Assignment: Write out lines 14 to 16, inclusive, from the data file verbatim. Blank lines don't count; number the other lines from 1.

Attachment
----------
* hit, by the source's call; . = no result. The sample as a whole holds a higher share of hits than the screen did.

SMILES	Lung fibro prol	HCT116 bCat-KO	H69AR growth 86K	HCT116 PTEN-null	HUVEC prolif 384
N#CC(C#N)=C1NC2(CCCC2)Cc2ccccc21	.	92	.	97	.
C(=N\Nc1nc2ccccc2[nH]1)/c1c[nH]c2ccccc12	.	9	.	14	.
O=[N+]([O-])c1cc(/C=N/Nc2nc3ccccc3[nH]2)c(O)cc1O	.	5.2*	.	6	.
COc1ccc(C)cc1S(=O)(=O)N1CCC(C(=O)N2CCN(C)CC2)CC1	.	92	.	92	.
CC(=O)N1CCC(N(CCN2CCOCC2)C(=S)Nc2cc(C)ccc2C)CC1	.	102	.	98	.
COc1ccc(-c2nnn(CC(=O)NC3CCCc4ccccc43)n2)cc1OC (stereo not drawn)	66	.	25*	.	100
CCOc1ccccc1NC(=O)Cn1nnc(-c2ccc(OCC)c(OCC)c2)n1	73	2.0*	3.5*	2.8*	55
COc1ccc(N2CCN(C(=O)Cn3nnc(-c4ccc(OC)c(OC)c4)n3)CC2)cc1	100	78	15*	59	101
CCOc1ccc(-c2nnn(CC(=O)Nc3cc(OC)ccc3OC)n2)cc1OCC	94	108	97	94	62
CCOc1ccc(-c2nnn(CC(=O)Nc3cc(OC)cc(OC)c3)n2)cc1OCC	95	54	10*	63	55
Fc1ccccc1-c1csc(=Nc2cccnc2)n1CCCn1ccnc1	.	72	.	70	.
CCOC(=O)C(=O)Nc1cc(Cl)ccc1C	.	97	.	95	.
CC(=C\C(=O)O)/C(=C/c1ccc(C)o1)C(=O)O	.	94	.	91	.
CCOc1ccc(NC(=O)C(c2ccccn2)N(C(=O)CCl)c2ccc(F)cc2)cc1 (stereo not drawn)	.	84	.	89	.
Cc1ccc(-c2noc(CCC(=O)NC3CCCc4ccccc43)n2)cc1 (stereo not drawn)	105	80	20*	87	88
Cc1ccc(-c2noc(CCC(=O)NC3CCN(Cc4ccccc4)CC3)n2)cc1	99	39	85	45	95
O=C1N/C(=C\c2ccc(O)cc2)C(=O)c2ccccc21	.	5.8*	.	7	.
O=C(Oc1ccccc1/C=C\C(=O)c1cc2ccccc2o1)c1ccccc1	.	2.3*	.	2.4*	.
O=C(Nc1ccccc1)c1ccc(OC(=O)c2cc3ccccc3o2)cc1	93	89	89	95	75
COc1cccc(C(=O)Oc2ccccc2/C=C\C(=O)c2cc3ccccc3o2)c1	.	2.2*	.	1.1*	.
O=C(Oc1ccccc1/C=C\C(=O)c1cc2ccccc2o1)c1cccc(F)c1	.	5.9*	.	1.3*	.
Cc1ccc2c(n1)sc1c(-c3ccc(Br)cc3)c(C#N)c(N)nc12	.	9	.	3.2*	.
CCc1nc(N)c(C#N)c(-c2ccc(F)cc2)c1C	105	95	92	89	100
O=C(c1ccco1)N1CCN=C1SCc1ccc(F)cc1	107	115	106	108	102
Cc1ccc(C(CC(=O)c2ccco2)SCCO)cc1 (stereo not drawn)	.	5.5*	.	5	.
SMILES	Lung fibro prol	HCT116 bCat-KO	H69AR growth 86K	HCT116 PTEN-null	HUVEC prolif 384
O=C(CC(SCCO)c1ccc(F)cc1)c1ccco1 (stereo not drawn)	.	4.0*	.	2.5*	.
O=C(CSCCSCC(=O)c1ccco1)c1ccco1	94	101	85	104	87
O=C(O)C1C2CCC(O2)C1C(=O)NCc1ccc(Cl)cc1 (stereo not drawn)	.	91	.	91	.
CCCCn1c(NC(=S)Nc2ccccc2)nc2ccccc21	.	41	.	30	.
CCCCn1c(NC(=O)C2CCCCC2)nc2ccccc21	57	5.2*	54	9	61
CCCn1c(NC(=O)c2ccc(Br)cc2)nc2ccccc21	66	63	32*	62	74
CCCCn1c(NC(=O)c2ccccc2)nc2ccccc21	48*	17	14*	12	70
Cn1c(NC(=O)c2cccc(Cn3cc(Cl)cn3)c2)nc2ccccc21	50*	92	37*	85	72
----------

CCOC(=O)C(=O)Nc1cc(Cl)ccc1C	.	97	.	95	.
CC(=C\C(=O)O)/C(=C/c1ccc(C)o1)C(=O)O	.	94	.	91	.
CCOc1ccc(NC(=O)C(c2ccccn2)N(C(=O)CCl)c2ccc(F)cc2)cc1 (stereo not drawn)	.	84	.	89	.